It regards how the military has had to sweep an ever broader net to find recruits for Iraq duty -- drawing in thousands of high school dropouts while also cooking the books to hide the practice. This guy's no leftist, reformed or otherwise; just a guy who makes a living writing about soldiers for soldiers and their families. Check it out.
A wartime Army struggling to attract enough “quality” volunteers is enlisting additional thousands of high school dropouts using an experimental screening tool to identify those most likely to complete their enlistments.
The Two Tier Attrition Screen (TTAS) is an added “quality indicator” that officials hope will allow the Army take in many more high school dropouts with greater confidence they won’t drive up attrition rates.
Years of research have shown that high school dropouts are more prone to be discipline problems in service and to be discharged early. The first-term attrition rate for non-graduates typically is 50 percent, almost double that of high school diploma graduates.
In fiscal 2006, which ended Sept. 30, the Army brought in 5900 non-high school graduates as TTAS (pronounced T-TAS) recruits. Not only do such recruits help the Army reach its numerical recruiting goals but the Army can exclude these recruits when calculating the percentage of high school diploma graduates recruited, which is an important quality measure.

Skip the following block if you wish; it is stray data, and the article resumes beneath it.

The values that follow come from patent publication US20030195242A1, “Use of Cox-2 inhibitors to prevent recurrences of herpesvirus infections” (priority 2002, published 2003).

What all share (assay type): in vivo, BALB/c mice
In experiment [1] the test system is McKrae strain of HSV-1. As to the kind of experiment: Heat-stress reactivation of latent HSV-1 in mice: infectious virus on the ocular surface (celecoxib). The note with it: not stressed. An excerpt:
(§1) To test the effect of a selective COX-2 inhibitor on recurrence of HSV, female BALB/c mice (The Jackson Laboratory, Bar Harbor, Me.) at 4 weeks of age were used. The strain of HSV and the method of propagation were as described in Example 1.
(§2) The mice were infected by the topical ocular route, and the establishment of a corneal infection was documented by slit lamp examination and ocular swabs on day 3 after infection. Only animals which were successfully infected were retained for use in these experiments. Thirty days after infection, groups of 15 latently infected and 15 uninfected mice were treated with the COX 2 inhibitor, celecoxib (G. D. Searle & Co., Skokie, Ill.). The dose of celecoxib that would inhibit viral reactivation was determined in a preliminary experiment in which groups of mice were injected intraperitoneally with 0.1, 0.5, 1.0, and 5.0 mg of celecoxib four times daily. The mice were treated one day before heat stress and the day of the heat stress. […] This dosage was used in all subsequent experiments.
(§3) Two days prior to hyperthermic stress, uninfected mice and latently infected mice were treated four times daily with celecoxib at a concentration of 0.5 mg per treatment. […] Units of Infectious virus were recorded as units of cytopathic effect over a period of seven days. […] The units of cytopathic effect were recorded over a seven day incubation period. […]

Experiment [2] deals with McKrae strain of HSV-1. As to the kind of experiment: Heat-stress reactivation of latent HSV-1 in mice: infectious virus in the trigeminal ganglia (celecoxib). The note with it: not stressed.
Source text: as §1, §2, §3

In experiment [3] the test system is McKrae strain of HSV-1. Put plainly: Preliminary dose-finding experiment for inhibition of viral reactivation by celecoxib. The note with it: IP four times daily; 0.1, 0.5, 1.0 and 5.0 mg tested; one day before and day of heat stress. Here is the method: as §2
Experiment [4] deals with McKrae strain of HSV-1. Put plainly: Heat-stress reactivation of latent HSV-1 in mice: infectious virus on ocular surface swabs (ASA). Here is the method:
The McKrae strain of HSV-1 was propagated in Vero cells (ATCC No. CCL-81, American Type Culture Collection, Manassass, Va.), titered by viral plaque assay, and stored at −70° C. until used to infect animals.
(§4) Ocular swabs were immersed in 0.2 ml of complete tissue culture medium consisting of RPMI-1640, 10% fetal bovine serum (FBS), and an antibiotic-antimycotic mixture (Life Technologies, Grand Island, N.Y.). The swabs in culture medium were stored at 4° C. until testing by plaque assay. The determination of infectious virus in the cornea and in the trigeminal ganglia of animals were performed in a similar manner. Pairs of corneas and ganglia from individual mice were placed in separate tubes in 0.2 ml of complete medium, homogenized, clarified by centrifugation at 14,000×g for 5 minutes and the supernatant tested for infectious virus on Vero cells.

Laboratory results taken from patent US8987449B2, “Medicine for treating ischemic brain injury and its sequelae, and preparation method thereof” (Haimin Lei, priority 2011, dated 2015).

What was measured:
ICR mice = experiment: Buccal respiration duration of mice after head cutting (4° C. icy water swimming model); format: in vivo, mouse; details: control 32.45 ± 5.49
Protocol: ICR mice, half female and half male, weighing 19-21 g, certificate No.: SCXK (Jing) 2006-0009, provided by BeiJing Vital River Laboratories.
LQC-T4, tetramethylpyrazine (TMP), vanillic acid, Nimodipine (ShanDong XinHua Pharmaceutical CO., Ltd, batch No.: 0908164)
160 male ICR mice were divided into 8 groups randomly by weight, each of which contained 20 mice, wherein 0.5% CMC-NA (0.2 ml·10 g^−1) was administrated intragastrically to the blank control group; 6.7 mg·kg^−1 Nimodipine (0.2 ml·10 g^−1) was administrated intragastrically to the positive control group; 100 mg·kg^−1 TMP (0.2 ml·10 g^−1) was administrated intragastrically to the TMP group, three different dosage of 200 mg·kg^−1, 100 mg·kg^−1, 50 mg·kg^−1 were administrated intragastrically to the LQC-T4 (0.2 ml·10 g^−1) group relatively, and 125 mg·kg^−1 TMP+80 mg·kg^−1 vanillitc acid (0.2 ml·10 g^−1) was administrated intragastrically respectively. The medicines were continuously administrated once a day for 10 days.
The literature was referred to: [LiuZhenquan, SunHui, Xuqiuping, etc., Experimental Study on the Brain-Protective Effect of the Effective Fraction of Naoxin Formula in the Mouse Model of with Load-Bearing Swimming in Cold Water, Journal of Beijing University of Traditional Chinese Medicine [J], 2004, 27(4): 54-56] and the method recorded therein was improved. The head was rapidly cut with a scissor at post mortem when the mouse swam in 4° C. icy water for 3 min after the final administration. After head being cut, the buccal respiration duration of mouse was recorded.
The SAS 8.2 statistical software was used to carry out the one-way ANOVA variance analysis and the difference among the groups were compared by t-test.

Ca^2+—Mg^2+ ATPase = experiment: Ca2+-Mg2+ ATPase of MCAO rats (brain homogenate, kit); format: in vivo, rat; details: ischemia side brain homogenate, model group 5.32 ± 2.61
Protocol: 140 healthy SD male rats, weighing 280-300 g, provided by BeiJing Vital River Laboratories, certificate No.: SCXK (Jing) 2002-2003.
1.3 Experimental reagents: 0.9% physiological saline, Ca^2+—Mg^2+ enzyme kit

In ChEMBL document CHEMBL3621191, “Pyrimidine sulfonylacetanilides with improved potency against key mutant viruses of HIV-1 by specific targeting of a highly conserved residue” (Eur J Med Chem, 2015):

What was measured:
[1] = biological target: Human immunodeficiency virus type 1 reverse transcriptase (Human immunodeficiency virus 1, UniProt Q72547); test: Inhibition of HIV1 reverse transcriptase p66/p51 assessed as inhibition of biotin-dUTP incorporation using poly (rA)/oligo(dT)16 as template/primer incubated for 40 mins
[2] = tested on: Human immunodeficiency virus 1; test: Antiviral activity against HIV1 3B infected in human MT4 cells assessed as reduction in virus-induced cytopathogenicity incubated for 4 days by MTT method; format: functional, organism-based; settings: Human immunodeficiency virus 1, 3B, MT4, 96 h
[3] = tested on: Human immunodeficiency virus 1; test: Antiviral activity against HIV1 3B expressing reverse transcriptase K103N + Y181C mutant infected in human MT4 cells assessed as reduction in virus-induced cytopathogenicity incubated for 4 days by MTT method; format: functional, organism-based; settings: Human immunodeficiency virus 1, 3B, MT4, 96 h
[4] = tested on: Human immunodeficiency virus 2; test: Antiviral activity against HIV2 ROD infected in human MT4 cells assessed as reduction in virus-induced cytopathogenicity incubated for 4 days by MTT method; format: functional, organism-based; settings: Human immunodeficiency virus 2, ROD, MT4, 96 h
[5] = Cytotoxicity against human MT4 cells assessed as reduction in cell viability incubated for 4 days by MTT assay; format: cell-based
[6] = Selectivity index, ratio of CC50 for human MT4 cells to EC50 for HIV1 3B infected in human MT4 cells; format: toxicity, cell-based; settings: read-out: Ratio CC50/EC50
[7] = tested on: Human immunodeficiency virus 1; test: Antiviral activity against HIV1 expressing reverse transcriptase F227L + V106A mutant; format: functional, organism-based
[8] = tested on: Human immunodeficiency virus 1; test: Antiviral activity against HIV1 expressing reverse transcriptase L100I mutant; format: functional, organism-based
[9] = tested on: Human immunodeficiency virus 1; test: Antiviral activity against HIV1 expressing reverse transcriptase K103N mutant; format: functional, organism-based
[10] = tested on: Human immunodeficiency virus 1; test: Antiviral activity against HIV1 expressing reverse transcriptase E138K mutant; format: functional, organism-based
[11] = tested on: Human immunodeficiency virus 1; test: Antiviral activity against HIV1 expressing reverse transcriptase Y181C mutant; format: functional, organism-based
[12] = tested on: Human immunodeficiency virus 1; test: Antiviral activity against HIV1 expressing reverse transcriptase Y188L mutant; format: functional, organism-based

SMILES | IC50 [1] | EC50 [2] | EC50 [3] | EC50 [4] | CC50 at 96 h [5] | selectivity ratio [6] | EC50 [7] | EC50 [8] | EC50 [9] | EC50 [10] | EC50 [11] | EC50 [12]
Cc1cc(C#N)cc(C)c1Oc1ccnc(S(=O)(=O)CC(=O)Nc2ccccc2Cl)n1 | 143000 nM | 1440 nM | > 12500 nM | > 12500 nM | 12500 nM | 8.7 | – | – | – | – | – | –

For example, the Army announced last month that 81 percent of its non-prior service recruits for 2006 were high school graduates. That was disturbingly below the 90 percent Department of Defense standard for every service. But the proportion of high school graduates would have been reported as 74.3 percent if the Army had to count the 5900 TTAS enlistees high school dropouts. The number instead is ignored.
In March, Defense officials gave the Army permission to sign up 8000 TTAS recruits a year to ease increasingly difficult recruiting challenges.
The Army began to recruit up to 4000 specially screened non-graduates, and to exclude them from quality calculations, in fiscal 2000. The recruits needed to pass a high school equivalency exam, called the GED. They also were screened using a special test to assess motivation, developed by the U.S. Army Research Institute for the Behavioral and Social Sciences.
The “GED-Plus” recruits, as they were called, had attrition rates not much lower than that of high school dropouts. So in April 2005, the Army fielded TTAS, an improved screening tool. It combines a better motivation test with minimum score requirements on the math and word-knowledge portions of the military entrance exam. Finally, TTAS screens non-diploma recruits using weight-to-height proportions also called a body mass index.